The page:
2017 might not have been that long ago in the grand scheme of things, but the number of superhero movies to have released since then has surely been massive – that’s discounting spin-off shows and tie-in shorts. And what is quite remarkable is that it seems very few, if any at all, took a look at Logan, or it’s positive reception, and decided to learn from it. Because if there’s one thing we can say without a doubt about Logan, it’s that it’s pretty good. Not perfect and, sure, it might not be your cup of tea, but generally speaking it’s okay. And even if X-Men or just Hugh Jackman having super natural adventures isn’t your thing, I think there has to be recognition that this film was at least trying where lesser superhero movies simply weren’t.
The film follows Logan in a depressive slump, hiding away from the world with a mentally ill Charles Xavier and new crew member Caliban in a not so far away dystopian future, where no mutant has been naturally born in twenty five years. But before the crew can escape civilisation forever, to live it up on a boat in the ocean, Logan finds himself stuck with a young mutant girl, Laura who he must transport across the country so she can escape those wishing to imprison her.
The plot to Logan is immensely simple and, when it does get complicated, the film is often the first thing to rush things along before the audience gets the same idea. Be it to-the-point dialogue, a slightly too quick cut away or, in a more literal sense, Logan just shooting the villain during his monologue in what can only be the movie’s most self aware moment that neither Logan, nor us, really give a crap about him. Even the premise of a jaded father figure learning to reconnect with the world after forming an unlikely bond with a child isn’t original at all (as I discussed in Fatherhood in Modern Media post), and in this regard the film does fall behind a little. It’s a road trip movie about getting this girl from A to B, but never seems sure of how to get from the A and to the B. It mostly settles for Hugh Jackman blacking out, only for him to wake up 1000 miles closer to his destination, and no I’m not joking.
So plot really isn’t Logan’s concern. Instead the film is very character driven which, in the superhero genre, isn’t something you can say about a lot of films. Spider-Man 2 maybe? The Winter Soldier a little bit? And this extremely simple change is what makes it feel fresh among, not only it’s contemporaries, but new superhero films being released in the 2020’s and beyond. Many in the genre have tried to freshen things up, be it Deadpool’s relentless fourth wall breaks, or Infinity War’s decision to have the world’s mightiest heroes end up the losers, and yet Logan’s insistence that you invest in character development, rather than story development, offers more than these movies do and perhaps more than anyone rightly expected of it.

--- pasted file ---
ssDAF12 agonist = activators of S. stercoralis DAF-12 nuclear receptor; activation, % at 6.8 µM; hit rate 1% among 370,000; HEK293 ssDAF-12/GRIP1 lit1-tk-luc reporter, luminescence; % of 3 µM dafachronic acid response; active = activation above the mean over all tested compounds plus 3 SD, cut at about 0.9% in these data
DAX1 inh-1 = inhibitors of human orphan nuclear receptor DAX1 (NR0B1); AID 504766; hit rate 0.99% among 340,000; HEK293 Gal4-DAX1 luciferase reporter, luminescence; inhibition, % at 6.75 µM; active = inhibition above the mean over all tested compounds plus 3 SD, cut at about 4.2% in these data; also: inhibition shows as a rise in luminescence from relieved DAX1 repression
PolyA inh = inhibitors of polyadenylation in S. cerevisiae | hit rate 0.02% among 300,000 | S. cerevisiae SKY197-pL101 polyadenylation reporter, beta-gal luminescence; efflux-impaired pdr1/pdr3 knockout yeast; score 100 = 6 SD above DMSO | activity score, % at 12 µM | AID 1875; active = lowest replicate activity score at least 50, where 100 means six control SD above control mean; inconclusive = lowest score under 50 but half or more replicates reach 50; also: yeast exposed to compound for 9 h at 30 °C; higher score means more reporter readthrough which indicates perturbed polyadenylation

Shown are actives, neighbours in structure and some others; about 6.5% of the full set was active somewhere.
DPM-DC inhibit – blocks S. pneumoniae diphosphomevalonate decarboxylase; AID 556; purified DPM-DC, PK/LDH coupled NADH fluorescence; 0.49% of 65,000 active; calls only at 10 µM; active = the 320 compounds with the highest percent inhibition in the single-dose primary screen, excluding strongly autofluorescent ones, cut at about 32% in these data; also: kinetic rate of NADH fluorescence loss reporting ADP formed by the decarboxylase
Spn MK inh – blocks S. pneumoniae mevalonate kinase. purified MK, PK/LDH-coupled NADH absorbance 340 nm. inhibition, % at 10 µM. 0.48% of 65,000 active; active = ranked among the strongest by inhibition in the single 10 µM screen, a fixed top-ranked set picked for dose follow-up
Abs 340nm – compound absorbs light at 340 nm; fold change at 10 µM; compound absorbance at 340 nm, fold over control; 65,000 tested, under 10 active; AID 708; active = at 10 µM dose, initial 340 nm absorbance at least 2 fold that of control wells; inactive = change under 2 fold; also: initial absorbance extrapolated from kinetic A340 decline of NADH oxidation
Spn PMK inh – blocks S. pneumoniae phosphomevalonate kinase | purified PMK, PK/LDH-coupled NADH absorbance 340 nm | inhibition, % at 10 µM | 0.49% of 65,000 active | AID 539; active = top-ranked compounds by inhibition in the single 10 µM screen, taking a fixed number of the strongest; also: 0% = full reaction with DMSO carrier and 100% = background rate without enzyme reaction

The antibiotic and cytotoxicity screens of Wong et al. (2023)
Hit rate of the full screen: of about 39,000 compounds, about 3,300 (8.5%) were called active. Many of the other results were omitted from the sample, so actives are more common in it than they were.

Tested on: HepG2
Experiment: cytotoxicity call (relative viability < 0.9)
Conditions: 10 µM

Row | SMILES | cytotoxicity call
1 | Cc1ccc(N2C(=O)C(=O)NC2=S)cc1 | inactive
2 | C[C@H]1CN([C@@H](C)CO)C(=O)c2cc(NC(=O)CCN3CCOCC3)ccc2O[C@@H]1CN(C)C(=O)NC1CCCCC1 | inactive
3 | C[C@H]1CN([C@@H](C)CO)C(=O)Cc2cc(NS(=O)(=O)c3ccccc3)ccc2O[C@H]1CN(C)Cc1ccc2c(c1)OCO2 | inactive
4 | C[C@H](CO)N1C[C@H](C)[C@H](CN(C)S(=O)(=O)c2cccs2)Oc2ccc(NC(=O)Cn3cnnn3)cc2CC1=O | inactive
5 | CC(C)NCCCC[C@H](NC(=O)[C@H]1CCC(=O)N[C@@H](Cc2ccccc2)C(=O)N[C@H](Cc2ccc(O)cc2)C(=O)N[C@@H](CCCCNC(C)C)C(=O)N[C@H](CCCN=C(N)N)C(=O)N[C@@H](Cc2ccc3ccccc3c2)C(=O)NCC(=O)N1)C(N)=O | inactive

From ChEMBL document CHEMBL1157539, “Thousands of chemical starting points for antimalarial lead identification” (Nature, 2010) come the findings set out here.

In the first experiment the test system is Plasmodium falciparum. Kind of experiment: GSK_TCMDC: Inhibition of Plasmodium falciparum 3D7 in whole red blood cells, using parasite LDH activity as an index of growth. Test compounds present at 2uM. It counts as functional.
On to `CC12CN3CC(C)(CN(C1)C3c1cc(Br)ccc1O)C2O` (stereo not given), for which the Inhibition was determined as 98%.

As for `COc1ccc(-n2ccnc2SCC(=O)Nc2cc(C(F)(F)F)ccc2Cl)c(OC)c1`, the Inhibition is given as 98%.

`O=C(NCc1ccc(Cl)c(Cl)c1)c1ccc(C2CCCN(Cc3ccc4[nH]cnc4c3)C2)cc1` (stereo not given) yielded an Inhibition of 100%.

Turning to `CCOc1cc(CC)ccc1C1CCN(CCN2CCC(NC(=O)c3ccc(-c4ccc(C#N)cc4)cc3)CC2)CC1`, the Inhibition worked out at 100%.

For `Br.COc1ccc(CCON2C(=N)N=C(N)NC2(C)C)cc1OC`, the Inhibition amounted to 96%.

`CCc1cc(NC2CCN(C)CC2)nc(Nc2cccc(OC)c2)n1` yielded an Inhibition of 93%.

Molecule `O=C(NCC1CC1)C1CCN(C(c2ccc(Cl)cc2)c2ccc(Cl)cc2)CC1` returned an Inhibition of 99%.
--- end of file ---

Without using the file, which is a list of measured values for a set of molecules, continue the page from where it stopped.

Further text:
I think this is in large part to how tight the focus is. Scenes not spent with Logan and the gang are few and far between, and cut as short as possible when they become necessary. A lot of this film is Hugh Jackman being grumpy, angry, sad or all three at once. And yet the film never feels oppressive; you don’t watch it and feel as though you’re being put in a downer mood, but rather in fascination. That’s because Logan is a film that loves it’s title character, but also one that’s critical of him. It strips him down to his bare essentials and sees if he still works, and puts all that stuff back in place for the finale to give the character a beautiful send off.
It’s hard to call this movie a superhero one at all sometimes. The finale certainly is, wherein Logan is reminded why he was an X-Man to begin with and why he cared for others before he shut himself off, and let his unhealthier side get the better of him. But, for as full of schlock as the X-Men franchise is – a franchise where they fight an Egyptian god, space aliens, and become directly involved and almost responsible for the Cuban missile crisis – Logan is an incredibly grounded piece. No space lasers, no skyscrapers, no stakes higher than Logan has to save six or seven kids at the end. Even Logan’s impending doom doesn’t raise the stakes all that much as his illness is established very early in the film and allowed to settle so that it just becomes part of the status quo.
The result is a film that is surprisingly easy to watch despite it’s heavy character drama, world building and graphic violence. It’s a film that has everything it could have wanted; an R rating for a superhero with claws, the very best of the X-Men cast, a child actor who’s pretty damn good and yet it never once indulges in these things for a second longer than it must. Even when Logan takes some super juice to power himself up at the end, we get two short scenes of him unleashing on guys before he’s back to the same weak and dying man he was before. And when you leave a film both feeling satisfied with what was there, but also wanting more… I feel like that’s a good sweet spot to be in.
So, as though it weren’t clear already, I would absolutely recommend Logan. Because no one in the industry took this movie’s template and decided to do it to death, it still feels surprisingly fresh when watched today. And a lot of the meta aspects to this film, in that it is not just a send off for Logan or Charles Xavier, but also for Hugh Jackman and Patrick Stewart, only adds to the intrigue rather than taking away.